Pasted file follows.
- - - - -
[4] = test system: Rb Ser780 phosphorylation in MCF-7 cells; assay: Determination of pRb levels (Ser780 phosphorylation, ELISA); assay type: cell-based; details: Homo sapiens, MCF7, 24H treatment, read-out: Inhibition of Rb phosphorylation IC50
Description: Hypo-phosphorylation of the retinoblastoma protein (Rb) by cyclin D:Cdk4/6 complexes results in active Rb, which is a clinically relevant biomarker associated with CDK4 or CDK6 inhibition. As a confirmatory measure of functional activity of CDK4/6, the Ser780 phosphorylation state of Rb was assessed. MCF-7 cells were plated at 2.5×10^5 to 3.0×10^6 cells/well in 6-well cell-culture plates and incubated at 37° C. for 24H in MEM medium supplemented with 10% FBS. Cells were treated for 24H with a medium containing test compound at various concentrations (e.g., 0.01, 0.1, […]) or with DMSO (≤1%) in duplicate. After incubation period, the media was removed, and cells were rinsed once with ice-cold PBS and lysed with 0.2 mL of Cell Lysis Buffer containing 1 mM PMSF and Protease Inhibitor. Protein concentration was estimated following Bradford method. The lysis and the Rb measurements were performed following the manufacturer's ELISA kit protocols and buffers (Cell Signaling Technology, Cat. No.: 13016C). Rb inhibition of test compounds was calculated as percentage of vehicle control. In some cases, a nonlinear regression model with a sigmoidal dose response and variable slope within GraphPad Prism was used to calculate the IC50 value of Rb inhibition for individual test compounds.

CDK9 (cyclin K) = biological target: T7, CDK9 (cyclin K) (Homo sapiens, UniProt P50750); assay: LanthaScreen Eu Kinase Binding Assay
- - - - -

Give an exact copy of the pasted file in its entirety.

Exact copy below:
[4] = test system: Rb Ser780 phosphorylation in MCF-7 cells; assay: Determination of pRb levels (Ser780 phosphorylation, ELISA); assay type: cell-based; details: Homo sapiens, MCF7, 24H treatment, read-out: Inhibition of Rb phosphorylation IC50
Description: Hypo-phosphorylation of the retinoblastoma protein (Rb) by cyclin D:Cdk4/6 complexes results in active Rb, which is a clinically relevant biomarker associated with CDK4 or CDK6 inhibition. As a confirmatory measure of functional activity of CDK4/6, the Ser780 phosphorylation state of Rb was assessed. MCF-7 cells were plated at 2.5×10^5 to 3.0×10^6 cells/well in 6-well cell-culture plates and incubated at 37° C. for 24H in MEM medium supplemented with 10% FBS. Cells were treated for 24H with a medium containing test compound at various concentrations (e.g., 0.01, 0.1, […]) or with DMSO (≤1%) in duplicate. After incubation period, the media was removed, and cells were rinsed once with ice-cold PBS and lysed with 0.2 mL of Cell Lysis Buffer containing 1 mM PMSF and Protease Inhibitor. Protein concentration was estimated following Bradford method. The lysis and the Rb measurements were performed following the manufacturer's ELISA kit protocols and buffers (Cell Signaling Technology, Cat. No.: 13016C). Rb inhibition of test compounds was calculated as percentage of vehicle control. In some cases, a nonlinear regression model with a sigmoidal dose response and variable slope within GraphPad Prism was used to calculate the IC50 value of Rb inhibition for individual test compounds.

CDK9 (cyclin K) = biological target: T7, CDK9 (cyclin K) (Homo sapiens, UniProt P50750); assay: LanthaScreen Eu Kinase Binding Assay